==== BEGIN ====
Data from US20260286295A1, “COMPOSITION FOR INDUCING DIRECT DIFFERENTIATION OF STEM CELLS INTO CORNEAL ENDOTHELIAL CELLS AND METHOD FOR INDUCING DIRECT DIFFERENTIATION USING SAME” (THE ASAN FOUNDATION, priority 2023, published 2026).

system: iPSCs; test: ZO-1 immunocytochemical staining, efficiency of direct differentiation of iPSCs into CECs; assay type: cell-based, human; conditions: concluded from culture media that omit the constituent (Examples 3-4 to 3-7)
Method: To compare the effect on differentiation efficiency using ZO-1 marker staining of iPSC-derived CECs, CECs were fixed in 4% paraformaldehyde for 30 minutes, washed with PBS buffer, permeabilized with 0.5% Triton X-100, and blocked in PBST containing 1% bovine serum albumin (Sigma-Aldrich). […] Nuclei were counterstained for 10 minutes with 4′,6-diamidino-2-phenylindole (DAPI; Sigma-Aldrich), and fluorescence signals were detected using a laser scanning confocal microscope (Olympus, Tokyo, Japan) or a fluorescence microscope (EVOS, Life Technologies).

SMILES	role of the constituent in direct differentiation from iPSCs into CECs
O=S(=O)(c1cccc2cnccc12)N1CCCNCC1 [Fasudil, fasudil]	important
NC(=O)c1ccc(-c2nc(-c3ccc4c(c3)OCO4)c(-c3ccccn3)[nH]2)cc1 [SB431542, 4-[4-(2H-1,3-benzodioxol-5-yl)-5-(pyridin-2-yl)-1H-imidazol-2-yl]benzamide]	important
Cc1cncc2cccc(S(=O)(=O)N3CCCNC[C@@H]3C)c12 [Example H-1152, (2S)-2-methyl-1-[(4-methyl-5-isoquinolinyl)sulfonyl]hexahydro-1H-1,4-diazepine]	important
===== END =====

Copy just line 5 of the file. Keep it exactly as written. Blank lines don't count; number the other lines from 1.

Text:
O=S(=O)(c1cccc2cnccc12)N1CCCNCC1 [Fasudil, fasudil]	important